Posts: 331
Loc: Indiatlantic Florida
Re: graycast [Re: bobbutts]
      #64188 - Tue Dec 06 2005 09:19 AM

Wow 38 named storms ? I think thats stretching it a bit.. I hope you meant 28. Whats Dr. Gray have to say about 2006 ?


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Senior Storm Chaser

Posts: 1191
Loc: Twin Cities
Re: graycast [Re: B.C.Francis]
      #64190 - Tue Dec 06 2005 11:00 AM

More on the Graycast (more like 'overcast' it's so gloom and doom!); this is from Jeff Master's Wunderground blog this morning, and I found this summary of the factors taken into account in the forecast very helpful (for newbies like me):

"The CSU team uses observations of monthly average atmospheric winds and pressures over six specific regions of the globe taken this Fall to determine whether favorable or unfavorable conditions will exist for the 2006 hurricane season. All six of these "predictors" are favorable for an active 2006 hurricane season. A condensed summary:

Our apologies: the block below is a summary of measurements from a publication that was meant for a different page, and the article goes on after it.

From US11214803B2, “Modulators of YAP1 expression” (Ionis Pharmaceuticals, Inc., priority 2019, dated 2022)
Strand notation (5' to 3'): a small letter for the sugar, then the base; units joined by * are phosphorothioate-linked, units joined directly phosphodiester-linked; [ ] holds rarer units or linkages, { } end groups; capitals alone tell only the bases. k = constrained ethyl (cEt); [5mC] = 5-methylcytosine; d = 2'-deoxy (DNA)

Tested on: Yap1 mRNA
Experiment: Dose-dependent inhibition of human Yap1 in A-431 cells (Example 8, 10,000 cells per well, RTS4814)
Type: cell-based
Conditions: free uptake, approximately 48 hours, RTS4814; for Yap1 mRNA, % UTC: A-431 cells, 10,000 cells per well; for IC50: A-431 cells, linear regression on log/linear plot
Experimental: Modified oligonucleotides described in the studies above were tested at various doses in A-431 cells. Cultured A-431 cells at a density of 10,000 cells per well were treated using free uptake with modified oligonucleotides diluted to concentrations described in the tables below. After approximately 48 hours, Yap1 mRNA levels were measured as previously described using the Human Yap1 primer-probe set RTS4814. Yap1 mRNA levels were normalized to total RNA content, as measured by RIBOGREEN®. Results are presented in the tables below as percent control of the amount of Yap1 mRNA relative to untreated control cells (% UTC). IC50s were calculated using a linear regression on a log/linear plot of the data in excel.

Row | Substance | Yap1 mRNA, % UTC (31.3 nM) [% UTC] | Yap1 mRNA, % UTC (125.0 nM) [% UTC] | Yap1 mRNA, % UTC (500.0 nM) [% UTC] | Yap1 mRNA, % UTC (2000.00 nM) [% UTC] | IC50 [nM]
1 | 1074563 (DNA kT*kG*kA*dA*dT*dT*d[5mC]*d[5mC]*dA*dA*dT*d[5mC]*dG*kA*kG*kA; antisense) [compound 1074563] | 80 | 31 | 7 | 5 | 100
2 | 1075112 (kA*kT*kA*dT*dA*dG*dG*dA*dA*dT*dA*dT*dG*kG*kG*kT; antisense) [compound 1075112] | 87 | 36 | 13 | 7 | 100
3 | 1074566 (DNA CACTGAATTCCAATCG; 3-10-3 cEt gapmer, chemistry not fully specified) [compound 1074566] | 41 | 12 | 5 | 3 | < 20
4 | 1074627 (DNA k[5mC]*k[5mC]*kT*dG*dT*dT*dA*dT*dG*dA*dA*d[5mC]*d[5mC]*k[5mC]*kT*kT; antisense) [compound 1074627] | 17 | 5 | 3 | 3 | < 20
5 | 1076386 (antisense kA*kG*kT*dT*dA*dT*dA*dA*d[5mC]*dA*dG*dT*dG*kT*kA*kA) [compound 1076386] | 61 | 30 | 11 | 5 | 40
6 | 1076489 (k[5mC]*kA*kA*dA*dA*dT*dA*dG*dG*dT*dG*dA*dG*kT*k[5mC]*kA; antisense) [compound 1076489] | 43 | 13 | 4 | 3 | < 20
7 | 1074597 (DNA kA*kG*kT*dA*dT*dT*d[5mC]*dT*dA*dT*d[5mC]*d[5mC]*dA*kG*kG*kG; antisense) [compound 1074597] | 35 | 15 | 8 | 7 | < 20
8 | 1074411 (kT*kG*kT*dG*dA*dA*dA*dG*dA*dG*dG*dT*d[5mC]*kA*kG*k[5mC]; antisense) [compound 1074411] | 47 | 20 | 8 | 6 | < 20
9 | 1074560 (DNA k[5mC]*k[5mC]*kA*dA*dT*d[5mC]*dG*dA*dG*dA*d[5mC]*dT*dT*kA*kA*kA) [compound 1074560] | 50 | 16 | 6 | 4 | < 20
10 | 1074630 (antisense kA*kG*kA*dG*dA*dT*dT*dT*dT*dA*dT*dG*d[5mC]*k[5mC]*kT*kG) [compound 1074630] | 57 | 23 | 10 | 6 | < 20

"1) El Niño, which acts to suppress Atlantic hurricane activity, is not expected to be active during the 2006 hurricane season. It is more likely that neutral or even La Niña conditions will develop, which are favorable for Atlantic hurricane activity.

"2) The stratospheric quasi-biennial oscillation (QBO), an oscillation in the stratosphere that creates alternating westerly and easterly winds there, is expected to be in it west phase during the hurricane season of 2006. The west phase of the QBO has been shown to provide favorable conditions for development of tropical cyclones in the deep tropics.

"3) The observed pressure and wind patterns over the North Atlantic will allow stronger than normal southerly winds to keep sea surface temperatures over the entire North Atlantic well above normal during 2006. Sea surface temperatures during 2005 were the highest measured since at least 1950, and helped fuel 2005's record-breaking intense hurricanes. Sea surface temperatures during the 2006 hurricane season may be just as warm.